Take our return-to-office survey to help us understand how employees feel about their companies’ remote work policies

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A group of four people sit around tablet screens. To the left of them reads the text "How do employees from around the world feel about returning to the office?"

  • Many companies have been working remotely for over a year.
  • Now it's time for them to decide when and how to return, and the first policies are being announced.
  • Have an opinion? Take our survey.

Do you miss the office? Share your opinion in our global survey

Should you bring your employees to the office five or two days a week?

Who should decide on the time and date of return to the office: management boards, teams, or employees themselves?

Offices are (probably) coming back

Global companies already have the first answers. For now, they agree on one thing: they want to open offices as soon as possible. The date moves every month.

In early September this year, Google announced that it would be January 2022. Earlier it spoke of October 2021, and even earlier about September and July.

Other tech giants are also planning to reopen their offices early next year. Facebook, Apple, Uber, and Roblox all set the new date for January. Asana and Lyft chose February, and Airbnb selected September 2022.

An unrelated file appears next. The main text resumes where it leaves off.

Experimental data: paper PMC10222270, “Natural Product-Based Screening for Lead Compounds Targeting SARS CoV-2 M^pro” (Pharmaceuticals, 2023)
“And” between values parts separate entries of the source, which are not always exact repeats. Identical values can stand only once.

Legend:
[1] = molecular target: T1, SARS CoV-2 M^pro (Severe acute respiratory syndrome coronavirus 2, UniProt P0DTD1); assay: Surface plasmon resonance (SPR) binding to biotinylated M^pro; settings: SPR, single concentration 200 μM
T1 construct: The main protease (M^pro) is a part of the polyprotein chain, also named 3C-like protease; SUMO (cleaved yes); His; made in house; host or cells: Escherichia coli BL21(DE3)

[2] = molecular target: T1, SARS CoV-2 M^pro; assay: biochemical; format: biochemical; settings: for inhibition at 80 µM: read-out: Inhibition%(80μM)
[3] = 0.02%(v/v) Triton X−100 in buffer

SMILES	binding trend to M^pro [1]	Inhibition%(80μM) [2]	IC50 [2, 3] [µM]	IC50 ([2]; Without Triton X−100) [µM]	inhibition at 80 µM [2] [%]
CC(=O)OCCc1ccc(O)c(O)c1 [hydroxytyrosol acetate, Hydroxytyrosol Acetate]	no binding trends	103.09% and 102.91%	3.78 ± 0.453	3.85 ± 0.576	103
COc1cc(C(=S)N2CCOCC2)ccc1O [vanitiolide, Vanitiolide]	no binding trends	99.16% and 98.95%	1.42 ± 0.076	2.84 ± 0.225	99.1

After it didn't follow its announcement to open offices in early October this year, Microsoft does not want to announce a new return date at all.

As for companies outside the tech industry, Goldman Sachs employees have been in the office since June this year, and Nike and Starbucks employees will head back to the office from January 2022.

Only the vaccinated can enter

If there is one thing American employers agree on in return-to-office policies, it's vaccination. Back in July this year, Facebook, Google, Amazon, and Microsoft did not require employees to be vaccinated against COVID-19.

Today the same companies treat vaccinating office staff as mandatory. This is the case with Google (from July 28), Facebook, Twitter, Lyft, Uber, Cisco, Microsoft, Adobe, VMware, Twilio, and Asana.

One of the few big tech companies that has yet to make COVID-19 vaccination mandatory is Apple. Beginning November 1, unvaccinated office workers in this company must undergo a COVID-19 test every time they enter their office door, and the vaccinated ones must take one rapid test per week. By October 24, all employees must inform the iPhone manufacturer of their vaccination status and show proof.

Do you miss the office? Share your opinion in our global survey

Apple will soon be forced to change its policy on compulsory vaccination, though. US President Joe Biden ordered government contractors to fully vaccinate their employees by December 6, and Apple sells its products to the US administration through a dedicated sales channel.

Is working in the office an opportunity or an obligation?

The main line of dispute on hybrid work is around flexibility – should employees be given the choice between working in the office and working from home? There is no consent among companies here.

The social network Twitter gives the greatest freedom among tech corporations. In May 2020, at the height of the pandemic, CEO Jack Dorsey announced to employees that they could work remotely "forever". Offices were treated as an option for those willing.